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0-60 or What Would You Take With You? Part 1 of 4

0-60 or What Would You Take With You? Part 1 of 4

‘Don’t let your happiness depend on something you may lose.’

– C.S. Lewis

Fancy trying a few thought experiments, the objective of which is to work out what’s most important to you, given a specific set of circumstances?

Let’s say you come back from work to find that your house is burning down.

You can make one trip into the burning building and save whatever really matters to you. You dash in to rescue your partner, mother-in-law, kids, pets (maybe not necessarily in that order), and if fortune favours you, grab your mobile phone and some money.

With this, and assuming there’s no serious injury to anybody, you can start to rebuild your life. The people and things that are truly important have been saved, and with your mobile (which contains all your key data and financial contacts) you can negotiate with your insurers and arrange a hotel or other temporary accommodation whilst everything is resolved.

What will your overall view of the situation be, once you’ve got over the shock and felt elated to be alive and to have got out in one piece (you might even have a TV crew interviewing you as the ‘hero’ of the moment)?

Will you collapse in grief at having lost all that ‘stuff’ or will you perceive an opportunity to revitalize your life with new things and experiences?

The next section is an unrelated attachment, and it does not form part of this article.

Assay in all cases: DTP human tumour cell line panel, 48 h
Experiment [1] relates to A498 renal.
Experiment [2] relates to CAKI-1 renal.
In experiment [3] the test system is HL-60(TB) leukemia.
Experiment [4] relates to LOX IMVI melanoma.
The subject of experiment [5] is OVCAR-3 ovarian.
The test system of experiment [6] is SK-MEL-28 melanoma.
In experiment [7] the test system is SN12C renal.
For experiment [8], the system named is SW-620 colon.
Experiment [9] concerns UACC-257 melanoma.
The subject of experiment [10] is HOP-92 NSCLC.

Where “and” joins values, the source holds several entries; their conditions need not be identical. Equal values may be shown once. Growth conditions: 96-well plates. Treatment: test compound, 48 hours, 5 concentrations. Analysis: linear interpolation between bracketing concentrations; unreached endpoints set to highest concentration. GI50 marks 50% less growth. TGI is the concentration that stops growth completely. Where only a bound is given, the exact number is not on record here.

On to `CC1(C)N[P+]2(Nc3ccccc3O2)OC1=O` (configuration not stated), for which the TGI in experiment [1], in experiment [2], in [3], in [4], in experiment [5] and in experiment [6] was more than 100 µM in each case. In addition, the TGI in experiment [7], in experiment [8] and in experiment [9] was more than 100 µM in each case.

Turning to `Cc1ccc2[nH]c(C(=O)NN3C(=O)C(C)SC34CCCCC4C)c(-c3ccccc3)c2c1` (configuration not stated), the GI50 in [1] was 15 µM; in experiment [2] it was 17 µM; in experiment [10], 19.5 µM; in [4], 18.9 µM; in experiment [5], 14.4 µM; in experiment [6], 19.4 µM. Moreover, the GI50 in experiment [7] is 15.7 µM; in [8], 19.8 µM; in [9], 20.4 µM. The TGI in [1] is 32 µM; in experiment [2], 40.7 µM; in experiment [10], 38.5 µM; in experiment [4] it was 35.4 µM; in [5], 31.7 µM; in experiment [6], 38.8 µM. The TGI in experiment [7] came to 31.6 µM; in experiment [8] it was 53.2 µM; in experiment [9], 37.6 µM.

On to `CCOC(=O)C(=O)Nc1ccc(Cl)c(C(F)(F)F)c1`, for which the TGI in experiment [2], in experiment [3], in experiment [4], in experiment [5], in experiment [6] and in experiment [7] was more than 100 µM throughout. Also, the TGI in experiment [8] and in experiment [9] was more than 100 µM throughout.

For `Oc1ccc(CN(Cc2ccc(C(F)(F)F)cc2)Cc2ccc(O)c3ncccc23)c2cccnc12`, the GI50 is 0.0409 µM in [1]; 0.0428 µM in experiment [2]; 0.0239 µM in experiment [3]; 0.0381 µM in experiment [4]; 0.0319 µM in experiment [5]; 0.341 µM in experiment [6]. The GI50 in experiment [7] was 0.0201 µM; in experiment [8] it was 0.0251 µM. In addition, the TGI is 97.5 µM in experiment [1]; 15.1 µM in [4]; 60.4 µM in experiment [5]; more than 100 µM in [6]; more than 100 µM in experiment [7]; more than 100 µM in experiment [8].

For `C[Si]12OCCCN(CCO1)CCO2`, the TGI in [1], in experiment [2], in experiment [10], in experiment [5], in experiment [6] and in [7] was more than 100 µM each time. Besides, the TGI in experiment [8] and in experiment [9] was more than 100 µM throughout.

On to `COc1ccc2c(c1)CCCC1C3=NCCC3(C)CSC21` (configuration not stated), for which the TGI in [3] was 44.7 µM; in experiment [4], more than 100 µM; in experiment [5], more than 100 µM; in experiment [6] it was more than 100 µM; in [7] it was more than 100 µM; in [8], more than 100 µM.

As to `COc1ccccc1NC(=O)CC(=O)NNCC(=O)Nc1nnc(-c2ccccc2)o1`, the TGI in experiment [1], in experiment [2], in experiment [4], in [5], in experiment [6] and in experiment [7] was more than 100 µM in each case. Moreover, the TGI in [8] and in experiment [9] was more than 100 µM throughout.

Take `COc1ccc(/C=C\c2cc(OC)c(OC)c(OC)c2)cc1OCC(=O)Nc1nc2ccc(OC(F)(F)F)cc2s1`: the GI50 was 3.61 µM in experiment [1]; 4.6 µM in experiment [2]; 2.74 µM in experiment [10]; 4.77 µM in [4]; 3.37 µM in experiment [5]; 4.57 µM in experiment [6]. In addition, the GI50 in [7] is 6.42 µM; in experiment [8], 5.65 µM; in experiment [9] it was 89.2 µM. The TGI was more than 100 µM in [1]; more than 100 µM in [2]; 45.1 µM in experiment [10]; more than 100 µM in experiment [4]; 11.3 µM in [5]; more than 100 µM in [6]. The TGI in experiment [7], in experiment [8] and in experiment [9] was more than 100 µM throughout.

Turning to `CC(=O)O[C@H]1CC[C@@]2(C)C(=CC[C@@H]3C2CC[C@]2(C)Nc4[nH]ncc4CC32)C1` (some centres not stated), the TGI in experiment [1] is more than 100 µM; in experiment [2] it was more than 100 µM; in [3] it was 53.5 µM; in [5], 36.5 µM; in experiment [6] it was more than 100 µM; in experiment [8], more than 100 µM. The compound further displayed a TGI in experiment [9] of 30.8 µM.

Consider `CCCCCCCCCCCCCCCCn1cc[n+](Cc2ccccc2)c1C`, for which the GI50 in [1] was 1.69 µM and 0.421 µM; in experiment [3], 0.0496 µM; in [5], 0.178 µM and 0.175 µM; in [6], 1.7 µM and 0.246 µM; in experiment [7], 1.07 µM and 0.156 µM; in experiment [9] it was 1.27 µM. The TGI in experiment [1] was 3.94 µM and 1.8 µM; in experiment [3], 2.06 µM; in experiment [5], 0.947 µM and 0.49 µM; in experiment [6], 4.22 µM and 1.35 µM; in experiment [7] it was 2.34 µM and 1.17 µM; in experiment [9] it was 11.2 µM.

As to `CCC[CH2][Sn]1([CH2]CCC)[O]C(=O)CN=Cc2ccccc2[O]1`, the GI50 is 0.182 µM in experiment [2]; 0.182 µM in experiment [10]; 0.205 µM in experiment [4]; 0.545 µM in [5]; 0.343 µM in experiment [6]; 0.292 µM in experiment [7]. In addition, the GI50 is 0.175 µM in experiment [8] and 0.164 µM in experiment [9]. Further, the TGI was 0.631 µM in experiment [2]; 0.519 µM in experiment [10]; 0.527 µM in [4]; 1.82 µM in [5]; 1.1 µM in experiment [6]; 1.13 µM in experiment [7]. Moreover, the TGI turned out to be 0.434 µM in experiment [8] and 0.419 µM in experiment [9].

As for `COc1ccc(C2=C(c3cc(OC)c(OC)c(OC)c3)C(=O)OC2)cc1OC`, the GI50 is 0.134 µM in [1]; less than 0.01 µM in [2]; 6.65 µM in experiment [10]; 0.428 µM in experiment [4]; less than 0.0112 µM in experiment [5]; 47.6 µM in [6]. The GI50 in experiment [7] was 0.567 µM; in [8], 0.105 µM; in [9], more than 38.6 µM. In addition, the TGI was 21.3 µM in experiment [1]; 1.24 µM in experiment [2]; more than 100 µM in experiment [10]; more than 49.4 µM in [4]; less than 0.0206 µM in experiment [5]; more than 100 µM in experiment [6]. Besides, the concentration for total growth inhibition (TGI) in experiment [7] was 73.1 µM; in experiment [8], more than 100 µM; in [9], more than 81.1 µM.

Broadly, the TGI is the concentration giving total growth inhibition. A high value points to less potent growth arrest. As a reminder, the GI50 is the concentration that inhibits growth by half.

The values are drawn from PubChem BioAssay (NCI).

You may actually be pleased at the loss of some things that you realise were nothing more than clutter that you’d invested some modicum of sentiment in. That hat stand from your maiden aunt that you could happily have thrown on last November’s bonfire, the only thing stopping you was that you feared being written out of her will, for example.

Say you lost around ninety five percent of your belongings, how many of them would you bother to replace? What value does what you own add to your life? Note – this also applies to the people you know and sometimes feel that you have to put up with.

But you could see that train of thought coming, right?

What if you never really liked the house and all that stuff anyway – what have you lost and more importantly, what could you potentially gain? Note – this assumes that you aren’t a pyromaniac and didn’t burn the house down in the first instance.

Another scenario.

You’ve crossed a drugs baron or mafia don by testifying against them and are soon to find yourself living in a small town in Ohio under witness protection. There’s a tasty price on your head, which you find somewhat flattering during those moments of the day that are not consumed by sheer existential terror and dashing to the toilet.

You have five minutes before the bad mofos turn up with shotguns and assault rifles. So you’ve got to fill a suitcase of essentials, and then the FBI will whisk you to a secret location where, fate willing, you won’t wake up in the morning to find a horse’s head on your blood drenched pillow.

What would you take?

The same principle would apply if you won a round the world trip but could only take hand luggage and have a few minutes to pack.

Exercises like these are entertaining and for some people inspiring, because they encourage you to concentrate on what’s essential to you, thus providing a degree of clarity and lucidity.

If you walk around your domicile, you’ll most likely find a number of things that have outlived their use, or, even more regrettably, haven’t been used at all. You may or may not like these things, or possibly haven’t thought about them as they’ve been there for a while and you’re used to them.

They represent an opportunity cost.

They’ve devalued since you bought them and may be worth nothing now (or just a fraction of what you paid), so you get irked by thinking about what else you could have done with the money.

It’s the same with people.

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